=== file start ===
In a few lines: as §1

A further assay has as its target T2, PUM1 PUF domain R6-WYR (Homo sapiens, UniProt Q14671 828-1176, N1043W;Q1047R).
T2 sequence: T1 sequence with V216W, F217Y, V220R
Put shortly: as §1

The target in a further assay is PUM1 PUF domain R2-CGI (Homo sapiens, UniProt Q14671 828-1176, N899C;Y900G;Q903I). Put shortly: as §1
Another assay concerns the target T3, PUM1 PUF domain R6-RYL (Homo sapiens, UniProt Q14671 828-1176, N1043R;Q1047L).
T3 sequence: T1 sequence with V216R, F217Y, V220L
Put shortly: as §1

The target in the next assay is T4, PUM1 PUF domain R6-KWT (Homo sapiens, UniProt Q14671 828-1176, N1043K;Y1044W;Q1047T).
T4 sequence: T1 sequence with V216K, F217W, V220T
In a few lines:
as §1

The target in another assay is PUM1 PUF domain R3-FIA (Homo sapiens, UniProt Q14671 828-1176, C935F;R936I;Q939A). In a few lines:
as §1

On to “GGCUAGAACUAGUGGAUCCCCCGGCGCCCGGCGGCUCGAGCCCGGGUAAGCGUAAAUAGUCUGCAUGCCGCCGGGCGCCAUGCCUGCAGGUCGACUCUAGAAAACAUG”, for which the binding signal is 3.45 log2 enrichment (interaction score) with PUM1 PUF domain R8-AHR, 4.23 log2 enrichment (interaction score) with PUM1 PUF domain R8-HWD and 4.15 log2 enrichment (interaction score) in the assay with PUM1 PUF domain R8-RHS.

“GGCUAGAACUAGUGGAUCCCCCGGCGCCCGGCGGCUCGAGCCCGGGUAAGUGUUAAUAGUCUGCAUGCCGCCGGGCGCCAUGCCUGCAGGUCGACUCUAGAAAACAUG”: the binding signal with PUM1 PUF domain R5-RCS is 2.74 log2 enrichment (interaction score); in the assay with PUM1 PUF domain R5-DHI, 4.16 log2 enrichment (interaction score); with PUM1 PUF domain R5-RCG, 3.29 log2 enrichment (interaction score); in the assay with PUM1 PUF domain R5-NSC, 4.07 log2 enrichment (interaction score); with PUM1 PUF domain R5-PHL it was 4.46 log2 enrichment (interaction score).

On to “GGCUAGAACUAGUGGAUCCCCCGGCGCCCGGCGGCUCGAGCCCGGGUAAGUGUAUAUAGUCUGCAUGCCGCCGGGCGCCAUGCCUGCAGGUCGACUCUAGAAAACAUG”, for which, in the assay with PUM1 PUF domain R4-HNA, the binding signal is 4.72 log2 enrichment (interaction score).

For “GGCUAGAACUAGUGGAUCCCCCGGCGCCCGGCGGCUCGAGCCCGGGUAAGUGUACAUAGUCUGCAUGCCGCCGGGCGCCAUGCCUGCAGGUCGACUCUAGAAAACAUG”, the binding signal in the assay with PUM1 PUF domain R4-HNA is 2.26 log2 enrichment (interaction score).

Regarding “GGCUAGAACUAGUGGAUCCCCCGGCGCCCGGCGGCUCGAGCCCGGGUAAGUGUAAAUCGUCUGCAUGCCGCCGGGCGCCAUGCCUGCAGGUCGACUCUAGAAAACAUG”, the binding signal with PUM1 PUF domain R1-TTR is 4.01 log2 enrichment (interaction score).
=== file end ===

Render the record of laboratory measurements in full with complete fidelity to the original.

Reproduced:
In a few lines: as §1

A further assay has as its target T2, PUM1 PUF domain R6-WYR (Homo sapiens, UniProt Q14671 828-1176, N1043W;Q1047R).
T2 sequence: T1 sequence with V216W, F217Y, V220R
Put shortly: as §1

The target in a further assay is PUM1 PUF domain R2-CGI (Homo sapiens, UniProt Q14671 828-1176, N899C;Y900G;Q903I). Put shortly: as §1
Another assay concerns the target T3, PUM1 PUF domain R6-RYL (Homo sapiens, UniProt Q14671 828-1176, N1043R;Q1047L).
T3 sequence: T1 sequence with V216R, F217Y, V220L
Put shortly: as §1

The target in the next assay is T4, PUM1 PUF domain R6-KWT (Homo sapiens, UniProt Q14671 828-1176, N1043K;Y1044W;Q1047T).
T4 sequence: T1 sequence with V216K, F217W, V220T
In a few lines:
as §1

The target in another assay is PUM1 PUF domain R3-FIA (Homo sapiens, UniProt Q14671 828-1176, C935F;R936I;Q939A). In a few lines:
as §1

On to “GGCUAGAACUAGUGGAUCCCCCGGCGCCCGGCGGCUCGAGCCCGGGUAAGCGUAAAUAGUCUGCAUGCCGCCGGGCGCCAUGCCUGCAGGUCGACUCUAGAAAACAUG”, for which the binding signal is 3.45 log2 enrichment (interaction score) with PUM1 PUF domain R8-AHR, 4.23 log2 enrichment (interaction score) with PUM1 PUF domain R8-HWD and 4.15 log2 enrichment (interaction score) in the assay with PUM1 PUF domain R8-RHS.

“GGCUAGAACUAGUGGAUCCCCCGGCGCCCGGCGGCUCGAGCCCGGGUAAGUGUUAAUAGUCUGCAUGCCGCCGGGCGCCAUGCCUGCAGGUCGACUCUAGAAAACAUG”: the binding signal with PUM1 PUF domain R5-RCS is 2.74 log2 enrichment (interaction score); in the assay with PUM1 PUF domain R5-DHI, 4.16 log2 enrichment (interaction score); with PUM1 PUF domain R5-RCG, 3.29 log2 enrichment (interaction score); in the assay with PUM1 PUF domain R5-NSC, 4.07 log2 enrichment (interaction score); with PUM1 PUF domain R5-PHL it was 4.46 log2 enrichment (interaction score).

On to “GGCUAGAACUAGUGGAUCCCCCGGCGCCCGGCGGCUCGAGCCCGGGUAAGUGUAUAUAGUCUGCAUGCCGCCGGGCGCCAUGCCUGCAGGUCGACUCUAGAAAACAUG”, for which, in the assay with PUM1 PUF domain R4-HNA, the binding signal is 4.72 log2 enrichment (interaction score).

For “GGCUAGAACUAGUGGAUCCCCCGGCGCCCGGCGGCUCGAGCCCGGGUAAGUGUACAUAGUCUGCAUGCCGCCGGGCGCCAUGCCUGCAGGUCGACUCUAGAAAACAUG”, the binding signal in the assay with PUM1 PUF domain R4-HNA is 2.26 log2 enrichment (interaction score).

Regarding “GGCUAGAACUAGUGGAUCCCCCGGCGCCCGGCGGCUCGAGCCCGGGUAAGUGUAAAUCGUCUGCAUGCCGCCGGGCGCCAUGCCUGCAGGUCGACUCUAGAAAACAUG”, the binding signal with PUM1 PUF domain R1-TTR is 4.01 log2 enrichment (interaction score).